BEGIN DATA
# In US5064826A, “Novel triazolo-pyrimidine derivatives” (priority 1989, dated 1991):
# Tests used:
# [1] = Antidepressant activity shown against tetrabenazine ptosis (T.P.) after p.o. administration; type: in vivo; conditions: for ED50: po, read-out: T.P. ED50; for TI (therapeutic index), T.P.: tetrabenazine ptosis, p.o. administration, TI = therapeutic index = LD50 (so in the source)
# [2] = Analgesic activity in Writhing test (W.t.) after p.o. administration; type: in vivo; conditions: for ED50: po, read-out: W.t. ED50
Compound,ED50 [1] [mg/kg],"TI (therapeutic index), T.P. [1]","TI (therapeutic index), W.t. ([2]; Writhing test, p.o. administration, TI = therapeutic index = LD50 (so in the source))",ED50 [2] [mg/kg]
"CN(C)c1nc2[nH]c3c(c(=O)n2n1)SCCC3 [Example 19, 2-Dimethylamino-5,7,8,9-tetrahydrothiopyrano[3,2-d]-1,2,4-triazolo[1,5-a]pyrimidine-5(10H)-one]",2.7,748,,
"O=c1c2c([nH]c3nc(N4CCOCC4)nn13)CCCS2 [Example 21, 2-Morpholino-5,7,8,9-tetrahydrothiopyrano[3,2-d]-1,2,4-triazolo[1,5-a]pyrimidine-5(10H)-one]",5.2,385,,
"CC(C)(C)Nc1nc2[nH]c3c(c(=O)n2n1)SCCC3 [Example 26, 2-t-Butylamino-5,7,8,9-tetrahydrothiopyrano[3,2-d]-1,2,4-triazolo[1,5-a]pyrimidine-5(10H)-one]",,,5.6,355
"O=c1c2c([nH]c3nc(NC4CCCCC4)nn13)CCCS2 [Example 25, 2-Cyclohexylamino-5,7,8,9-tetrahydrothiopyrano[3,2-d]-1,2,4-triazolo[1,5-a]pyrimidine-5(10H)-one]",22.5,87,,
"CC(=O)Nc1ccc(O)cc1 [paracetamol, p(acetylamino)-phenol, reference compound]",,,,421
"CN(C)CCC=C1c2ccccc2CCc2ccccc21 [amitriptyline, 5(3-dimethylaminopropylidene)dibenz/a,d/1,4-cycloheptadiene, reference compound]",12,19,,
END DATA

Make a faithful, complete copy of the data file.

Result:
# In US5064826A, “Novel triazolo-pyrimidine derivatives” (priority 1989, dated 1991):
# Tests used:
# [1] = Antidepressant activity shown against tetrabenazine ptosis (T.P.) after p.o. administration; type: in vivo; conditions: for ED50: po, read-out: T.P. ED50; for TI (therapeutic index), T.P.: tetrabenazine ptosis, p.o. administration, TI = therapeutic index = LD50 (so in the source)
# [2] = Analgesic activity in Writhing test (W.t.) after p.o. administration; type: in vivo; conditions: for ED50: po, read-out: W.t. ED50
Compound,ED50 [1] [mg/kg],"TI (therapeutic index), T.P. [1]","TI (therapeutic index), W.t. ([2]; Writhing test, p.o. administration, TI = therapeutic index = LD50 (so in the source))",ED50 [2] [mg/kg]
"CN(C)c1nc2[nH]c3c(c(=O)n2n1)SCCC3 [Example 19, 2-Dimethylamino-5,7,8,9-tetrahydrothiopyrano[3,2-d]-1,2,4-triazolo[1,5-a]pyrimidine-5(10H)-one]",2.7,748,,
"O=c1c2c([nH]c3nc(N4CCOCC4)nn13)CCCS2 [Example 21, 2-Morpholino-5,7,8,9-tetrahydrothiopyrano[3,2-d]-1,2,4-triazolo[1,5-a]pyrimidine-5(10H)-one]",5.2,385,,
"CC(C)(C)Nc1nc2[nH]c3c(c(=O)n2n1)SCCC3 [Example 26, 2-t-Butylamino-5,7,8,9-tetrahydrothiopyrano[3,2-d]-1,2,4-triazolo[1,5-a]pyrimidine-5(10H)-one]",,,5.6,355
"O=c1c2c([nH]c3nc(NC4CCCCC4)nn13)CCCS2 [Example 25, 2-Cyclohexylamino-5,7,8,9-tetrahydrothiopyrano[3,2-d]-1,2,4-triazolo[1,5-a]pyrimidine-5(10H)-one]",22.5,87,,
"CC(=O)Nc1ccc(O)cc1 [paracetamol, p(acetylamino)-phenol, reference compound]",,,,421
"CN(C)CCC=C1c2ccccc2CCc2ccccc21 [amitriptyline, 5(3-dimethylaminopropylidene)dibenz/a,d/1,4-cycloheptadiene, reference compound]",12,19,,